I don't mean to sound so negative but I would hate for you to go into this thinking it's like the commercials. Adventure and excitement. There are some really big choices you need to make about your life together before committing to the military lifestyle.

Good luck in making your decision.

ETA: My husband wanted me to metion--he is a Meteorologist by degree... and his job has absolutely nothing with weather in USAF (when he talked about joining while we were in college his plans were to be in the Air Force Weather Agency--ha ha , joke was on us!). So just because your hubby is an ME doesn't mean he'll necessarily get assigned a job in his career field/degree.

8 moms found this helpful


answers from Los Angeles on

I was in the military as an officer. Based on what you said, I assume he is going to be a commissioned officer.

I think you will have a nice time if you want to have a nice time. I lived on bases in Japan and Germany and the states. I found that the military that wouldn't leave the base and get out to enjoy where they lived, hated it. We lived for 4 years in Germany. We traveled all over the place. We had a wonderful time. But I knew people that stayed on the base for their entire 4 years and they hated Germany. I learned to speak German very well. We lived off base in an apartment over a farmer's home. We got to know the Germans and they got to know us.

You will have a wonderful time if you choose to.

As which service to join . . .
The Army gives out more promotions, but has worse places to live.
The Air Force has the best places to live and has fewer promotions.
The Navy requires its sailors to go on deployments at sea. So your husband could be gone for 9 to 18 months at a time. The navy is best for singles.
The Marines are best for those that like to play infantry and be out in the mud and crud. They are always practicing war. So they are frequently on manuvers.
Good luck to you and yours.

7 moms found this helpful


answers from Charlottesville on

My husband just retired after 28 years of service (National Guard and active duty). We have been married for 14 years of that time, and now we're both adjusting to civilian life again... we miss the military but not the deployments!
You might consider the National Guard as a way to get a taste of military life. Your hubby would be gone one weekend a month and 2 weeks in the summer to start. You do run the risk of deployment, but it is less likely than with many active duty units.
I agree with the posts about getting involved in the Family Readiness Groups, the local culture and post/base activities. You will find more to enjoy if you embrace the military culture instead of avoiding it. You will also meet some amazing people!
As for the medical care (which mostly only applies to active duty or deployments in the guard), we've met some of the world's best caregivers on medical installations. Our son was born at Bethesda and we could not have asked for a better experience and both pre- and post-natal support. I think military medical care is like civilian care-- it all depends on the medical professional, not the facility.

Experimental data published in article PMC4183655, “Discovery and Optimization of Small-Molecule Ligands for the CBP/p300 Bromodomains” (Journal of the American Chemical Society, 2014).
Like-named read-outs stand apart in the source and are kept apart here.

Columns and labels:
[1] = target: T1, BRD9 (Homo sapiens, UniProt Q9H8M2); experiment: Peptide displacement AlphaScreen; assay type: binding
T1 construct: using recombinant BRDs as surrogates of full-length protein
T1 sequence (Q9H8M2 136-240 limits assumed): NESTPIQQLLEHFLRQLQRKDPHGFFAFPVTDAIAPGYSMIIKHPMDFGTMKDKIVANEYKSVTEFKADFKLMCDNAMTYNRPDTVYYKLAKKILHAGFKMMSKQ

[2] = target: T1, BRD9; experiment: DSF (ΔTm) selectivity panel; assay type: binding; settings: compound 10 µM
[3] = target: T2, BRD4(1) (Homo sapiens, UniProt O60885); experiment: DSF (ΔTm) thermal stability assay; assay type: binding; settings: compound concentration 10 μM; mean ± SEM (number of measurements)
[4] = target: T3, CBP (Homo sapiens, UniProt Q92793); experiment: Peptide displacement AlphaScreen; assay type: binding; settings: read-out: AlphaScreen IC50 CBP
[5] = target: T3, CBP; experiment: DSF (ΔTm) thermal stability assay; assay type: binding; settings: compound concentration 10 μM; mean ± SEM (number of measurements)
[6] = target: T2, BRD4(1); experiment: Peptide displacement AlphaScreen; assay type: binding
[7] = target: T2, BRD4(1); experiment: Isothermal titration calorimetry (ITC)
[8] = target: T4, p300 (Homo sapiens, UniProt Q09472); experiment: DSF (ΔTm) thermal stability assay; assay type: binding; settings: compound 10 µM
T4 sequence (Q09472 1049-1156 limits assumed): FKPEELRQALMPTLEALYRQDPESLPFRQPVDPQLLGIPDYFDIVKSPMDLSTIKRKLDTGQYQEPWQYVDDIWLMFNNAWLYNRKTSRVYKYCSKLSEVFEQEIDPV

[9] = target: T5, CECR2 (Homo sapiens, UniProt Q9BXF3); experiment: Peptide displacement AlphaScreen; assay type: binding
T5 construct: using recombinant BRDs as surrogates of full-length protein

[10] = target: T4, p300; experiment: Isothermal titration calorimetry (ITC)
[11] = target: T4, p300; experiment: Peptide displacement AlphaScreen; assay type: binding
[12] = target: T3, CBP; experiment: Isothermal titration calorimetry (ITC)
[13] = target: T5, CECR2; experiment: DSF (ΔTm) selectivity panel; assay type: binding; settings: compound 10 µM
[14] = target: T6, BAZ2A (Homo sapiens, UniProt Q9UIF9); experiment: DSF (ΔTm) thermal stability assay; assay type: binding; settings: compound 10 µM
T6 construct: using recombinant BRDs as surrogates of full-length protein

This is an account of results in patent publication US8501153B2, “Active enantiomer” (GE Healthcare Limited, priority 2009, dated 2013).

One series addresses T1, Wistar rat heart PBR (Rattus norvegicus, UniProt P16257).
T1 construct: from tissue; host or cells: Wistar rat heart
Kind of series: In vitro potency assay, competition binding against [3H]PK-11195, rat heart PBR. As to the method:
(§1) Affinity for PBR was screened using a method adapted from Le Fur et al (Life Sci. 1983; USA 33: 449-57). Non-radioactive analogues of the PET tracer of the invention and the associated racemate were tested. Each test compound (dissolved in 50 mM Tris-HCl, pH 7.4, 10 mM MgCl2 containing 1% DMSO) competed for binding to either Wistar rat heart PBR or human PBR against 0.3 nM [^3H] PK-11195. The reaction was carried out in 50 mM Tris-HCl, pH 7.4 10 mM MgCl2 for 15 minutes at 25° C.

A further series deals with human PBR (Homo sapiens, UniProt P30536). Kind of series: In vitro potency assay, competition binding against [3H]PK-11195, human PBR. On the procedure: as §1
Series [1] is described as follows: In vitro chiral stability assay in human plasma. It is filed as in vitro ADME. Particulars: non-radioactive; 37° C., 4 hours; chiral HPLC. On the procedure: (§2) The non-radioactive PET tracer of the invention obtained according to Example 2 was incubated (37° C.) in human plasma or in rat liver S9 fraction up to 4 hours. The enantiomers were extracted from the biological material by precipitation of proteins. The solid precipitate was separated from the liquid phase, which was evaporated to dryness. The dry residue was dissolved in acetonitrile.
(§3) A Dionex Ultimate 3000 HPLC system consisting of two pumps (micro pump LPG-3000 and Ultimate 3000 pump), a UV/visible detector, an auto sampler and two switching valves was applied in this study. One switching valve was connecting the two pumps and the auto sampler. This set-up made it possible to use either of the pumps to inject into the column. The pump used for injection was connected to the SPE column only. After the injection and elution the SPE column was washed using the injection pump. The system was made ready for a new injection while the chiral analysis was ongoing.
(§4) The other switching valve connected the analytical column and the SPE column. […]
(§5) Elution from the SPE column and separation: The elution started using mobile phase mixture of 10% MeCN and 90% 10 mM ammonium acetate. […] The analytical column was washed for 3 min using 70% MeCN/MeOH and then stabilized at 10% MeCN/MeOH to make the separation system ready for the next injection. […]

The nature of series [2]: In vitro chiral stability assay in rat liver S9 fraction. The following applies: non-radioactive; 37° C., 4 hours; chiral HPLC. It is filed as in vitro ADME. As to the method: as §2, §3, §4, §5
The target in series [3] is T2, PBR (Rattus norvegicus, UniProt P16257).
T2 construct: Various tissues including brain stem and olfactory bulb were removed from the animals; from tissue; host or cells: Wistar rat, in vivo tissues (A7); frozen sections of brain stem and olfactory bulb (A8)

My children found my husband's deployment to Iraq very difficult. We were fortunate to have Skype access almost every day though. The biggest frustration was the constantly changing return date-- his 6-month deployment lasted 7 1/2 months because of administrative errors.
Bottom line-- I am very proud of my husband and I enjoyed being a military wife. My kids still remember the deployment, but they brag about their dad protecting our country. It is not always going to be easy, but if you ask for help, it is always available.

3 moms found this helpful


answers from Detroit on

Oh gosh that can be tough. I am not personally an army wife but my best friend is and my brother is in the army and I spend a lot of my time helping my sister in law out with her kids.

All I can tell you from the outside is that it seems really tough. My friend and sister are constantly worried and their children are constantly asking about their father. Just the other day our town (really small, know everybody kinda town) had a daddy daughter dance and my nieces were so upset that everyone else got to go with their daddies but not them (my brother was recently deployed to Iraq) and it just made me hurt for them.

I understand the up side, really, my brother went in for the same reasons your husband is but I just think you have to be careful and weigh the situation. It can be very tough.

My sister (and friend) are constantly saying that they tend to feel very "alone" even with all the other army wives around.

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answers from Washington DC on

I have been active duty navy for the past 8 years.I have had many positive experiences over the past 8 years, but also some negatives as well. I did get to pick my job. The pro's are the benefits, lots of time off, 100 percent paid medical, and housing money. There is not as much job security as there used to be.I don't know how the other branches do it, but in the Navy, re enlistment are not automatic. This is because they are overmanned. You have to be approved to re enlist, and if they deny it, then your done. If you don't pick up advancement in the time frame that is set, then your done. I have seen people out at 14 years because they could not make the next advancement. I'm assuming he will go in as an officer. I'm enlisted so I can not speak about the officer side of it, but depending on what his job is be prepared for him to deploy possibly a lot, and at a moments notice. For me that is the biggest downfall of this job. It is incredibly hard to leave your family especially if you have kids, and know that you wont see them again until months later, but that comes with doing this type of job. Some people deploy a lot, some not so much. It really just depends on what his job would be. I deployed a lot my first three years, but now that I am in the medical field, I have not deployed since 2006. Another downfall is that there is no stability. You move around every couple of years, so your kids are always starting over again with new schools. Some people see this as a benefit, I guess it just depends on how you look at it. My daughter is getting ready to start first grade, and she has not had to start at a new school yet, but after next year we will be moving and she will have to do that, and I"m not looking forward to it. I don't want to scare you, but I'm just offering my experiences. This is a big decision and it's not one to be taken lightly.